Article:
Y1 - 2013/11/1

N2 - The decision on whether or not to change the control strategy, such as introducing emergency vaccination, is perhaps one of the most difficult decisions faced by the veterinary authorities during a foot-and-mouth disease (FMD) epidemic. A simple tool that may predict the epidemic outcome and consequences would be useful to assist the veterinary authorities in the decision-making process. A previously proposed simple quantitative tool based on the first 14 days outbreaks (FFO) of FMD was used with results from an FMD simulation exercise. Epidemic outcomes included the number of affected herds, epidemic duration, geographical size and costs. The first 14 days spatial spread (FFS) was also included to further support the prediction. The epidemic data was obtained from a Danish version (DTU-DADS) of a pre-existing FMD simulation model (Davis Animal Disease Spread - DADS) adapted to model the spread of FMD in Denmark. The European Union (EU) and Danish regulations for FMD control were used in the simulation. The correlations between FFO and FFS and the additional number of affected herds after day 14 following detection of the first infected herd were 0.66 and 0.82, respectively. The variation explained by the FFO at day 14 following detection was high (P-value. <. 0.001). This indicates that the FFO may take a part in the decision of whether or not to intensify FMD control, for instance by introducing emergency vaccination and/or pre-emptive depopulation, which might prevent a "catastrophic situation". A significant part of the variation was explained by supplementing the model with the FFS (P-value. <. 0.001). Furthermore, the type of the index-herd was also a significant predictor of the epidemic outcomes (P-value. <. 0.05). The results of the current study suggest that national veterinary authorities should consider to model their national situation and to use FFO and FFS to help planning and updating their contingency plans and FMD emergency control strategies.

AB - The decision on whether or not to change the control strategy, such as introducing emergency vaccination, is perhaps one of the most difficult decisions faced by the veterinary authorities during a foot-and-mouth disease (FMD) epidemic. A simple tool that may predict the epidemic outcome and consequences would be useful to assist the veterinary authorities in the decision-making process. A previously proposed simple quantitative tool based on the first 14 days outbreaks (FFO) of FMD was used with results from an FMD simulation exercise. Epidemic outcomes included the number of affected herds, epidemic duration, geographical size and costs. The first 14 days spatial spread (FFS) was also included to further support the prediction. The epidemic data was obtained from a Danish version (DTU-DADS) of a pre-existing FMD simulation model (Davis Animal Disease Spread - DADS) adapted to model the spread of FMD in Denmark. The European Union (EU) and Danish regulations for FMD control were used in the simulation. The correlations between FFO and FFS and the additional number of affected herds after day 14 following detection of the first infected herd were 0.66 and 0.82, respectively. The variation explained by the FFO at day 14 following detection was high (P-value. <. 0.001). This indicates that the FFO may take a part in the decision of whether or not to intensify FMD control, for instance by introducing emergency vaccination and/or pre-emptive depopulation, which might prevent a "catastrophic situation". A significant part of the variation was explained by supplementing the model with the FFS (P-value. <. 0.001). Furthermore, the type of the index-herd was also a significant predictor of the epidemic outcomes (P-value. <. 0.05). The results of the current study suggest that national veterinary authorities should consider to model their national situation and to use FFO and FFS to help planning and updating their contingency plans and FMD emergency control strategies.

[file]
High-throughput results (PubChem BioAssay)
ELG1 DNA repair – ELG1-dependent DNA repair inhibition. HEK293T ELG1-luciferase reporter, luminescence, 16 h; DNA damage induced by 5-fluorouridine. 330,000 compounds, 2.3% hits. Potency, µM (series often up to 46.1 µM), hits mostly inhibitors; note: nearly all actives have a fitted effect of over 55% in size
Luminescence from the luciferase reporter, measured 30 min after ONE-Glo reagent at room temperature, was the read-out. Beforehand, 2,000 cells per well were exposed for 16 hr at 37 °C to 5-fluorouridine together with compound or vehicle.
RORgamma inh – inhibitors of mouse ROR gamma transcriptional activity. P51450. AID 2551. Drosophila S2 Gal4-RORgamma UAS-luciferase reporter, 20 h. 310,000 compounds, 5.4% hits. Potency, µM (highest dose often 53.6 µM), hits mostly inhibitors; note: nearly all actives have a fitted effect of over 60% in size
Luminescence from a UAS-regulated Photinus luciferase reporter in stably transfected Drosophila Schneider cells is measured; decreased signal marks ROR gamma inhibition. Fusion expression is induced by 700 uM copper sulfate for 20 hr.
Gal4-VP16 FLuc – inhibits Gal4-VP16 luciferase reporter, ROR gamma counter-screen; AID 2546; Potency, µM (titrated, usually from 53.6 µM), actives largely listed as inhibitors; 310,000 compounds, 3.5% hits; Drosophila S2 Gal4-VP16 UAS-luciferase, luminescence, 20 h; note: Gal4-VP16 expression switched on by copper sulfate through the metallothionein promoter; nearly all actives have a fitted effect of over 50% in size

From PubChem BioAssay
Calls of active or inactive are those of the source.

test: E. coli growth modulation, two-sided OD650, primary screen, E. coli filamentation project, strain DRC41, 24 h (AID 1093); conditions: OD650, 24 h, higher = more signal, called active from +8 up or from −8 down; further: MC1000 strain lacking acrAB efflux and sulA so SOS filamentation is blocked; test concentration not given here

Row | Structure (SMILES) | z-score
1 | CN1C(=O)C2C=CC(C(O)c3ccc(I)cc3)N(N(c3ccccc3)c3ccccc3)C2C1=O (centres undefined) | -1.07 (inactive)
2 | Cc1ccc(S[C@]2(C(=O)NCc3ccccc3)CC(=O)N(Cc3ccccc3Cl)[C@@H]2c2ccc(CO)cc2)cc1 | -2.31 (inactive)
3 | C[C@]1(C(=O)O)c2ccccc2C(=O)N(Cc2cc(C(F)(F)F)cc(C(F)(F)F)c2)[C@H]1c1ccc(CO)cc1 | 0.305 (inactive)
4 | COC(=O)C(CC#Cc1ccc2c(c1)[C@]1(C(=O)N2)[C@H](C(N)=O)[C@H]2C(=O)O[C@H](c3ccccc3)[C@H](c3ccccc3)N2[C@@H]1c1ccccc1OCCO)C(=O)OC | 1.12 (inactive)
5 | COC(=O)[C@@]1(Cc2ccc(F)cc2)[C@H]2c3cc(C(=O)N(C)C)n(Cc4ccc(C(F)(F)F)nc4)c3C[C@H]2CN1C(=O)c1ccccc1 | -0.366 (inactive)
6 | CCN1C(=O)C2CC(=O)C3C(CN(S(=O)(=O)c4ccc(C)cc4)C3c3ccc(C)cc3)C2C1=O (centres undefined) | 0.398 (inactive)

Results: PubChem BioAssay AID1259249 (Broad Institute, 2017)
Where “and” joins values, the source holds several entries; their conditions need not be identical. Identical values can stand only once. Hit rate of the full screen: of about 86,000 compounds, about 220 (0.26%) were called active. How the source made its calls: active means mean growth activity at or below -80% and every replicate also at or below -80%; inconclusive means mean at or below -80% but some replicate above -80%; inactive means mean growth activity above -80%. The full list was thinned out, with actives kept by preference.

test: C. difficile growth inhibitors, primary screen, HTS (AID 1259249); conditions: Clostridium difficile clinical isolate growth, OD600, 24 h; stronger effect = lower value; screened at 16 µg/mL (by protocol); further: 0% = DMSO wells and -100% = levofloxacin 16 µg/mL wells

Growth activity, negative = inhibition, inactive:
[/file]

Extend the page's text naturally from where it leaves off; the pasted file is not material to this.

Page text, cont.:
KW - Control

KW - Decision tool

KW - Foot and mouth disease

UR - http://www.scopus.com/inward/record.url?scp=84886787783&partnerID=8YFLogxK

U2 - 10.1016/j.prevetmed.2013.09.003

DO - 10.1016/j.prevetmed.2013.09.003

M3 - Journal article

C2 - 24080392

AN - SCOPUS:84886787783

VL - 112

SP - 194

EP - 202

JO - Preventive Veterinary Medicine

JF - Preventive Veterinary Medicine

SN - 0167-5877

IS - 3-4

ER -

ID: 203328563